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The Captain Will Go Down With the Ship: Paul Konerko Returns for 2014

Felipe Melecio questions why the White Sox would bring back an aging player who will spend a lot of time riding the bench.

Paul Konerko
Paul Konerko

Sep 27, 2013; Chicago, IL, USA; Fans hold up signs as Chicago White Sox first baseman Paul Konerko (14) gets ready in the batters box against the Kansas City Royals during the ninth inning at U.S Cellular Field. The Royals beat the Chicago White Sox 6-1. Rob Grabowski-USA TODAY Sports

As a Chicago White Sox fan, there’s really not much to look forward to for 2014. The farm system is trying to dig itself out of a big hole. The big league roster is filled with questionable pitching and low-skilled hitters that strike out more than the high school science club the week of the Homecoming Dance. The team’s biggest signing, first baseman Jose Dariel Abreu is an enigmatic player because we do not know what to expect from him. Yes, he’s a slugger and seems to have the tools and mechanics to be a successful hitter, but this is Major League Baseball. The competition is just a bit more difficult than in Cuba.

Admittedly, when owner Jerry Reinsdorf declared that the team would keep an open roster spot for long-time franchise player, Paul Konerko, and one of only three captains in the entire MLB universe, I was flummoxed by the idea that the club would not only bring back an aging player (will be 38-years-old by Opening Day of 2014) that just experienced what could be his worst season of his career, but bringing back Konerko meant that the team was willing to add another hybrid first baseman/designated hitter to the team. With Abreu and Adam Dunn already on board for next season, it just didn’t make sense for the team to bring back Konerko.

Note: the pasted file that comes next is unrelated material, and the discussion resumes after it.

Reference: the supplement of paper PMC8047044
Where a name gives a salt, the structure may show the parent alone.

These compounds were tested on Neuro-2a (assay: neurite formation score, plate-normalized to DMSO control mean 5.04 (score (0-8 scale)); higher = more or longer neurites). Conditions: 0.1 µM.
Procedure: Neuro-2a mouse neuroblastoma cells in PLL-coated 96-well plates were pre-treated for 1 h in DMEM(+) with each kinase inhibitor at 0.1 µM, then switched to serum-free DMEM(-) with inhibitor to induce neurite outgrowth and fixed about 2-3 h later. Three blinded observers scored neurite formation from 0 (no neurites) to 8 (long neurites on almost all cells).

But looking back, perhaps there’s more to baseball than just constantly working on building a championship-caliber team for the future. Maybe it’s ok to give a roster spot to an aging veteran with declining skills and a one-year, seven-figure contract to just sit on the bench and play very sparingly as opposed to giving a low-cost, younger player a shot to earn his right to a roster spot that can then mature into an everyday player. Even though the White Sox don’t really have a player with the latter characteristics and attributes in their farm system.

After seeing Mariano Rivera get an over-the-top farewell at Yankee Stadium and all year long across baseball, maybe this is a chance for fans, especially for the stubborn White Sox fans, which helped the team finish 24th in home attendance in 2013, to say their proper good-byes to one of the best players to ever wear a White Sox uniform. It might also help the organization break into the top 20 in home attendance in 2014 as well. A feat they haven’t accomplished since 2010.

It’s a bittersweet re-signing to say the least. On the one hand, this move holds back the White Sox from accomplishing anything long-term or short-term. The front office has refused to get involved with trade talks that would include left-handed starter Chris Sale, but it seems that there are more rumors about dealing the young hurler this offseason. Yet Konerko will most likely remain with the team for the duration of the 2014 campaign.

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